When their ship docks the crew disembark as usual to pick up their lives in postwar London. For one of them his petty smuggling turns more serious when he finds himself caught up with a robbery in the City.
Marianne, some thirty years after divorcing Johan, decides to visit her ex-husband at his summer home. She arrives in the middle of a family drama between Johan's son from another marriage and his granddaughter.
In the early part of this century, Maddelena a teenage Italian girl, is attacked whilst walking in the woods. The attack leaves her mentally scarred and our story flashes forward to the ... See full summary »
A scene featuring Jewish moneylenders was cut due to the anti-Semitic riots in the UK in 1947. See more »
There are four of us. My sisters have been liberal with their favours in half the courts of Europe. My brother was tried for murder in England. As for me, I'm no better than the others. There's something in our blood that makes us worthless... for anyone one.
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Opening credits prologue: FROM a Germany that was then a collection of small and independent States, GEORGE LOUIS of Hanover succeeded to the throne of England. As KING GEORGE the FIRST he left behind him a prisoner in the CASTLE of AHLDEN - - a woman whose name he tried to obliterate from the pages of history, whose story he determined should die with her. It was the story of the woman who had been his wife......SOPHIE DOROTHEA. See more »
Saraband for Dead Lovers tells the tragic story of Princess Sophia Dorothea of Celle who married Prince George Louis of Hanover most unhappily. Her's is one of the saddest stories concerning royalty ever.
This may have been Joan Greenwood's finest performance on screen. She's really the only decent person in this entire cast. For reasons of politics, she's rushed into a marriage with George Louis and has two children by him, a boy and girl. At the time this is all taking place in the 1680s, there's no reason to suspect that these kids will be nothing more than the Electoral Princes of Hanover in the Holy Roman Empire.
But through their grandmother, played here by the indomitable French actress Francoise Rosay, they are descended from James I, the first king of the United Kingdoms of Scotland and England. She never lets them forget that for a moment.
Actually in fact a whole lot of people in 1689 would have to clear out of the way for Peter to become King of Great Britain. But over the next two decades, that's exactly what did happen. One thing the Hanover clan had going for them, they were firm Protestants and at that point there were too many people in Great Britain who had a vested interest in an unquestioned Protestant succession. It was the Hanoverian ace in the hole.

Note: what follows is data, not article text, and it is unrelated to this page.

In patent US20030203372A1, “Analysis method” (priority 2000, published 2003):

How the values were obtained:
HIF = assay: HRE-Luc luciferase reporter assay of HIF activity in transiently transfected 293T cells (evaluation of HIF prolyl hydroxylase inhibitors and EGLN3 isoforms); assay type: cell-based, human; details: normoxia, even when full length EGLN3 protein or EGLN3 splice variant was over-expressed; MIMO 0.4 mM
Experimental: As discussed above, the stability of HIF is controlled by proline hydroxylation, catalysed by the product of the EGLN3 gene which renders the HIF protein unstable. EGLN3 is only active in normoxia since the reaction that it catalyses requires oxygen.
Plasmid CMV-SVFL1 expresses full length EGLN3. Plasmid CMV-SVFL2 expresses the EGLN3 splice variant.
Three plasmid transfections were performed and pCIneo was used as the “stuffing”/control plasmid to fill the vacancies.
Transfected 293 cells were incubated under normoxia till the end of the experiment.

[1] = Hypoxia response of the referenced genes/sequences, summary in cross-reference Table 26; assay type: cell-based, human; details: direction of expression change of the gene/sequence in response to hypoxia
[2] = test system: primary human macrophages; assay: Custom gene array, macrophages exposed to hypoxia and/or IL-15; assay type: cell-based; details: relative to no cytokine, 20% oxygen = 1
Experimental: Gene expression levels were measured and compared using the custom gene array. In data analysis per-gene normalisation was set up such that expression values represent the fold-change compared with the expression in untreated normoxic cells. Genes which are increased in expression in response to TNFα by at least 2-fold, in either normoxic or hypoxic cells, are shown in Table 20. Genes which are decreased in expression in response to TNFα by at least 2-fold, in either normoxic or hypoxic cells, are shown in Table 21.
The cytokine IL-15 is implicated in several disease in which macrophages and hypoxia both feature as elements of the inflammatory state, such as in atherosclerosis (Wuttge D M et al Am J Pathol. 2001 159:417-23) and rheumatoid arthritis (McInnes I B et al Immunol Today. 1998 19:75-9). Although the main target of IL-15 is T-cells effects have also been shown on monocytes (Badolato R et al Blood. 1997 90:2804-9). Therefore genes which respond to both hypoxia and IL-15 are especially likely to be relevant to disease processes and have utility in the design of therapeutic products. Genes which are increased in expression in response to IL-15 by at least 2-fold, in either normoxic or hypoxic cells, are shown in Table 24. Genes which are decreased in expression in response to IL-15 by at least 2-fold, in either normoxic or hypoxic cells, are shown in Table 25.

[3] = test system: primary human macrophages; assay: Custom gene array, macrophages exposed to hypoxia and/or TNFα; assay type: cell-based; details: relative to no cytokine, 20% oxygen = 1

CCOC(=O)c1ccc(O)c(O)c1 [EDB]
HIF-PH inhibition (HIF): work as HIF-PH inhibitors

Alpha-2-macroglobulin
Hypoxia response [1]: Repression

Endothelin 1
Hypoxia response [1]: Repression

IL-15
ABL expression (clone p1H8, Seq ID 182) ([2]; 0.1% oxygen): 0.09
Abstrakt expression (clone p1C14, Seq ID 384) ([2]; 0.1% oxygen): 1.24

But before all these events occur Joan Greenwood falls head over heels for the dashing Swedish Count Philip of Konigsmarck as played by Stewart Granger. Granger probably plays Konigsmarck a lot better than he actually was, which was a military man who was not above a little bedroom politics to get what he wanted. Before becoming involved with the younger and more attractive Greenwood, Granger was providing a little nookie on the side to Flora Robson. Robson was the old mistress of the Duke Ernest Augustus played here by Frederick Valk, but the old girl wanted something a little livelier which Granger provided for a few favorable mentions. As in real life Granger moved away when he found something better and Flora reacted with the fury of a woman scorned.
Some of you might recognize a bit of Anna Karennina in this story and I wouldn't be surprised if Count Tolstoy took this story as inspiration when he wrote his epic classic.
Peter Bull and Joan Greenwood are the direct ancestors of the present monarch of the United Kingdom and her family. In 1715 Peter Bull became George I of Great Britain and distinguished himself by never learning to speak one drop of English. In fact all he saw Great Britain as was a cash cow to finance various continental Hanoverian ventures. But the little boy in this film grew up to be George II and so on and so on until Elizabeth II.
For what happens to lovers Granger and Greenwood you have to watch the film for. It's a story that the royals aren't exactly proud of.
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